Farmhouse Ales (a fantastic book if you have not yet read it), however we wanted to add some chai flavor. I was originally inspired to use the chai after having Chai Iced Tea from a local eatery, Pai Wai.
The saison is one of the most amazing beer styles I have ever researched, since it was initially brewed to sustain farmers. The "style" originated in the farming area between France and Belgium, and was typically a hodgepodge of malted grains the farmer had on hand, hops, and yeast that was then fermented at higher temperatures. There is some guesswork in defining the style, since the beer would differ farm to farm, year to year. This beer was such a staple to the farming class, it was sometimes even used as pay for the farm laborers - workers were permitted up to 5 liters per workday. Since this was a beer brewed based on what was on hand, the grist could contain various proportions of spelt, wheat, oats, barley and even other malted products. There is a distinct "spicy" flavor that is characteristic of the beer, but traditionally no spices were known to be added to the beer. Today, some of the more well known saison producers manage to create a bouquet of spice and flavor through only yeast and hop derived phenols. Many homebrewers will read the style guidelines, and think spicing a saison is required - it is not.
I was looking for a low to moderate spice accent to the overall pallet of this beer.
This was brewed as a 10G batch, and split with my friend Al. We added 2 cartons of chai mulling spice to the boil at 60 min. Each of us took our share of the beer and pitched our own yeasts. I decided to go with the now year round Wyeast WY3711 saison strain, where Al went with the Belgian Saison strain. Since some of the yeast derived phenols are created at the higher end of the fermentation tempeture spectrum, I used a aquarium heater in a tub of water as my temp control. I set the temp to 85* and let it ride.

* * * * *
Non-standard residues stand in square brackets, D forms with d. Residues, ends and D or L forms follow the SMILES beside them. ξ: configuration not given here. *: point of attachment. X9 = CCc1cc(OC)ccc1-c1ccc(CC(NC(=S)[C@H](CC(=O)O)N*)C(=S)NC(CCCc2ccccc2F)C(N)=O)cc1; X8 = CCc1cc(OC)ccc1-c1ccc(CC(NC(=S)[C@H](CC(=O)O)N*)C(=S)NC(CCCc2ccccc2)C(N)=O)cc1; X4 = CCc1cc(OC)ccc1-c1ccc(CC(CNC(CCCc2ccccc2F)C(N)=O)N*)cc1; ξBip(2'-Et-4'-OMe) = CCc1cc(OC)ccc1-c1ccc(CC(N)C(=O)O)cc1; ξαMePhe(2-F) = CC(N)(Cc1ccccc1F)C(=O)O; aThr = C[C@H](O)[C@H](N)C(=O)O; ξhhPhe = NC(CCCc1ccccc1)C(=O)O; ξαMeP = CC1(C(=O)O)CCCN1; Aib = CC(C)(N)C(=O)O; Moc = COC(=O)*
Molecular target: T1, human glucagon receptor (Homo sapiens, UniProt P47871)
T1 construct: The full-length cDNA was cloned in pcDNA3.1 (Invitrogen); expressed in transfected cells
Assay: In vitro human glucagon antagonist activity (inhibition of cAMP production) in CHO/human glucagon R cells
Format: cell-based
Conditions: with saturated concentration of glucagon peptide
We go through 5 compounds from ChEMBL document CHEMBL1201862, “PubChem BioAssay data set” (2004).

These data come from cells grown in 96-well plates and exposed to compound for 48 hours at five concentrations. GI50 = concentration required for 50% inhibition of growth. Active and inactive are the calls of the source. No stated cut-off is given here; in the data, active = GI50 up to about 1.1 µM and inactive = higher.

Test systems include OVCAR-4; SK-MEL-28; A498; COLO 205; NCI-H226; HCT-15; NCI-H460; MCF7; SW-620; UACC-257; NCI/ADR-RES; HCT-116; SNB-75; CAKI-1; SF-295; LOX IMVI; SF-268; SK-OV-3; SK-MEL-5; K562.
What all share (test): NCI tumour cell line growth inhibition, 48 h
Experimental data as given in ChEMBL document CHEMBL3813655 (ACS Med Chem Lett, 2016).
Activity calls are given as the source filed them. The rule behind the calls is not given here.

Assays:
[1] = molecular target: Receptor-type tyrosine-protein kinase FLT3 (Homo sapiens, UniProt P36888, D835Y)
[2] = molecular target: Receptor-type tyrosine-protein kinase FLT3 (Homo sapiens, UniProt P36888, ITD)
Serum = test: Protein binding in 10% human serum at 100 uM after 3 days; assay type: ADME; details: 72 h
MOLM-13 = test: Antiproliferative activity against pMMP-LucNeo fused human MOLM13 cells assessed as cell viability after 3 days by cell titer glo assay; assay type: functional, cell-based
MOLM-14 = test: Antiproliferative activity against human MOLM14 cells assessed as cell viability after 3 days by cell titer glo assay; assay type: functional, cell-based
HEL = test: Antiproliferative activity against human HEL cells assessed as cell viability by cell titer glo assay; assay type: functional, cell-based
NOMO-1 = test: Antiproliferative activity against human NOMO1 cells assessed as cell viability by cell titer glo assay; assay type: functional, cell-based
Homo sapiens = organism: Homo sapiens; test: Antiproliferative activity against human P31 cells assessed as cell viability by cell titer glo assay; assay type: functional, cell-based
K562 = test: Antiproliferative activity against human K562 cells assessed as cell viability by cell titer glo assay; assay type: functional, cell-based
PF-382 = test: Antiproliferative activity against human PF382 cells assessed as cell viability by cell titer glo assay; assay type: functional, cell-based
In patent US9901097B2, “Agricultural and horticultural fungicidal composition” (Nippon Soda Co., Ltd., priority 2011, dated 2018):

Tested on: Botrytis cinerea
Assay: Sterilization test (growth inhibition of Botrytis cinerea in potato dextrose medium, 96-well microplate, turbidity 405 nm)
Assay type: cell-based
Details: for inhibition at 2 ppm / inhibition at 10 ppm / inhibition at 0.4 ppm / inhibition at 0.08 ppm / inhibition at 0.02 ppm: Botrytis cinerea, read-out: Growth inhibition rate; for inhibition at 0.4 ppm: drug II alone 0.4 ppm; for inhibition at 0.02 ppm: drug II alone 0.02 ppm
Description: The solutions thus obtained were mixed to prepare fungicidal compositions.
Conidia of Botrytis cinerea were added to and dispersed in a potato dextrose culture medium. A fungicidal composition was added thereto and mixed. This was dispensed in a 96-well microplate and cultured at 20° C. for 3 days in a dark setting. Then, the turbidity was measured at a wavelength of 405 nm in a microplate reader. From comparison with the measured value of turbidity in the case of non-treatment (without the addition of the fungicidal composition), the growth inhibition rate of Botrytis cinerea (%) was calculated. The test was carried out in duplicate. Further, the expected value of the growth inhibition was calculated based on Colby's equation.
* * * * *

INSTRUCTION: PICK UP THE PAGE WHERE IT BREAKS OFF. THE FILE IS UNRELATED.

This beer seems to have been a real friend pleaser. To date it has yielded many compliments, a few bottles of Russian River sour beers, and even a silver medal in the First Coast Cup. I am rather pleased with the way this beer came out. I would like to better carbonate in the future. While some of the jusging sheets state the beer did not have enough spice flavor (I entered in teh spiced beer catagory), I think it did hit the mark I was aiming for.
BeerSmith Recipe Printout - http://www.beersmith.com
Recipe: 10G Golden Saison
Brewer: Ryan Lockard
TYPE: All Grain
Batch Size: 11.00 gal
Boil Size: 12.59 gal
Estimated OG: 1.060 SG
Estimated Color: 6.0 SRM
Estimated IBU: 25.1 IBU
Brewhouse Efficiency: 72.00 %
Boil Time: 60 Minutes
Amount Item Type % or IBU
18.00 lb Pilsner (2 Row) Ger (2.0 SRM) Grain 75.00 %
4.00 lb Wheat Malt, Pale (Weyermann) (2.0 SRM) Grain 16.67 %
1.00 lb Caramel/Crystal Malt - 40L (40.0 SRM) Grain 4.17 %
2.50 oz Goldings, East Kent [5.00 %] (60 min) Hops 19.1 IBU
1.00 oz Goldings, East Kent [5.00 %] (20 min) Hops 4.6 IBU
2.00 oz Styrian Goldings [5.40 %] (2 min) Hops 1.4 IBU
1.00 lb Corn Sugar (Dextrose) (0.0 SRM) Sugar 4.17 %
1 Pkgs French Saison (Wyeast #3711) [Starter 2000 ml Yeast-Ale
Mash Schedule: Single Infusion, Light Body
Total Grain Weight: 23.00 lb
Single Infusion, Light Body
Step Time Name Description Step Temp
60 min Mash In Add 28.75 qt of water at 156.8 F 146.0 F
10 min Mash Out Add 18.40 qt of water at 207.4 F 168.0 F